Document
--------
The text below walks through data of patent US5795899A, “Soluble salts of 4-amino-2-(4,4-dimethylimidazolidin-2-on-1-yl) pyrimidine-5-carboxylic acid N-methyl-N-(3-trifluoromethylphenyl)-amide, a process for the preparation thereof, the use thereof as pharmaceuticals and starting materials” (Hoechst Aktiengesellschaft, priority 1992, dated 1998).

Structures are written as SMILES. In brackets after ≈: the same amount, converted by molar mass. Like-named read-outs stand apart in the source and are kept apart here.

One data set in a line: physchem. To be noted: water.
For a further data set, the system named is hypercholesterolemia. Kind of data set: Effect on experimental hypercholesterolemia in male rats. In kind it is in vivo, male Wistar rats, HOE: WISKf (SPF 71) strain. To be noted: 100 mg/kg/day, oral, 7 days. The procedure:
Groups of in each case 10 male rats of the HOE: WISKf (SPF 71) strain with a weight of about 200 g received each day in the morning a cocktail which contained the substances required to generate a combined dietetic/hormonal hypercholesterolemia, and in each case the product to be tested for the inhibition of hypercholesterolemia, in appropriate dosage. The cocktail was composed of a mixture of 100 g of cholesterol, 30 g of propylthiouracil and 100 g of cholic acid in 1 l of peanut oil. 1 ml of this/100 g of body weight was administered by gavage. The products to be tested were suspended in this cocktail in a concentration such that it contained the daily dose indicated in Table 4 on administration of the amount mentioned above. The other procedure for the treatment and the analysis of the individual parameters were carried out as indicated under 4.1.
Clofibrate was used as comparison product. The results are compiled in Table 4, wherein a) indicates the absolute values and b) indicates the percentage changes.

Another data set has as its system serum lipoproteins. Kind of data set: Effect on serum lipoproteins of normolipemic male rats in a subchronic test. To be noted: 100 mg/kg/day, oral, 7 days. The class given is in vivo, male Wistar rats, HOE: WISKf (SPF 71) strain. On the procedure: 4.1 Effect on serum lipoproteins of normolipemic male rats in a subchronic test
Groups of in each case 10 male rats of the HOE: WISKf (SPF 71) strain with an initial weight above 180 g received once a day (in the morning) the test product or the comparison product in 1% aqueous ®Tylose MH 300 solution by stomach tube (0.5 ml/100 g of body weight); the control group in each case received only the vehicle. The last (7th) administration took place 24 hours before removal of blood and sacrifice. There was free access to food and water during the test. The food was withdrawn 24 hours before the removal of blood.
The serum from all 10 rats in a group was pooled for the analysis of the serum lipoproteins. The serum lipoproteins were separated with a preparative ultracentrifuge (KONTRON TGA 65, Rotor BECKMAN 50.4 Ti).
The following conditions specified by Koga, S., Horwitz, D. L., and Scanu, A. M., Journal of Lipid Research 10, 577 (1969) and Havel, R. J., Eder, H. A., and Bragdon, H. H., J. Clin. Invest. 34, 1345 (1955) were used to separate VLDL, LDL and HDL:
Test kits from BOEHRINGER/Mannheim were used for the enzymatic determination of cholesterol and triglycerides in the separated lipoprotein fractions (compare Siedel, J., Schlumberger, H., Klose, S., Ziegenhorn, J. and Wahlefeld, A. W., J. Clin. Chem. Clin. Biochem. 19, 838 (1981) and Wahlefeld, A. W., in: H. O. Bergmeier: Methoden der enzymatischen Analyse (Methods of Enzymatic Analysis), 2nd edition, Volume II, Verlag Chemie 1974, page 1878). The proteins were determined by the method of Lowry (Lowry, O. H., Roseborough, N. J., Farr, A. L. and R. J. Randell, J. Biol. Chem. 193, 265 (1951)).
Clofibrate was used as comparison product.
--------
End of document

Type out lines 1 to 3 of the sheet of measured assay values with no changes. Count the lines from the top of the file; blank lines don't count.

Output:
The text below walks through data of patent US5795899A, “Soluble salts of 4-amino-2-(4,4-dimethylimidazolidin-2-on-1-yl) pyrimidine-5-carboxylic acid N-methyl-N-(3-trifluoromethylphenyl)-amide, a process for the preparation thereof, the use thereof as pharmaceuticals and starting materials” (Hoechst Aktiengesellschaft, priority 1992, dated 1998).

Structures are written as SMILES. In brackets after ≈: the same amount, converted by molar mass. Like-named read-outs stand apart in the source and are kept apart here.

One data set in a line: physchem. To be noted: water.